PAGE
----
Base metals traded on the London Metal Exchange were broadly higher during Asian morning trading on Thursday February 15, though trading remained subdued with Chinese participants out for the week-long Lunar New Year break.
Copper and nickel prices led on the upside with aluminium and lead registering slight gains, helped by continued weakness in the dollar, while tin was unchanged and zinc was the only metal to lose ground so far this morning.
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The global zinc market is riding a wave of solid demand and historically low stock levels, leading to a cyclical uptick that will peak at $4,300 per tonne in 2019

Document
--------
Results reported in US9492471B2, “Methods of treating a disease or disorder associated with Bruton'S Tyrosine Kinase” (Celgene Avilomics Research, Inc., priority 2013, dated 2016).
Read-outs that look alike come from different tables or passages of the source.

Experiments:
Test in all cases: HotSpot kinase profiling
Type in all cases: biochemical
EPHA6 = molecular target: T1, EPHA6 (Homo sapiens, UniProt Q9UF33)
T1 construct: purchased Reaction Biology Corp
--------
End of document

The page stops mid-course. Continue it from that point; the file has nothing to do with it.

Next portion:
, according to Jonathan Leng of Wood Mackenzie.
Trade remedies that may be implemented as a result of the United States’ Section 232 investigation into aluminium imports may utilize a nuanced approach
as part of the government’s effort to curb transshipment and duty evasion concerns.
Some lead scrap prices stepped higher
in the United States due to a combination of firm domestic demand and strong overseas competition, while spent lead-acid battery prices maintained a steady footing.
A rise in Chinese zinc production over the coming years will coincide with either a fall or a moderation
in that country’s demand for the material, according to Claire Hassall, director and zinc market specialist at base metal research firm CHR Metals.
An uptick in Chinese zinc mine production combined with a reduction in demand should push LME prices lower
in the second half of this year, a senior base metals analyst at Macquarie Group said.
Prices for stainless steel in East Asia held steady
with many participants exiting the market for the Lunar New Year holiday.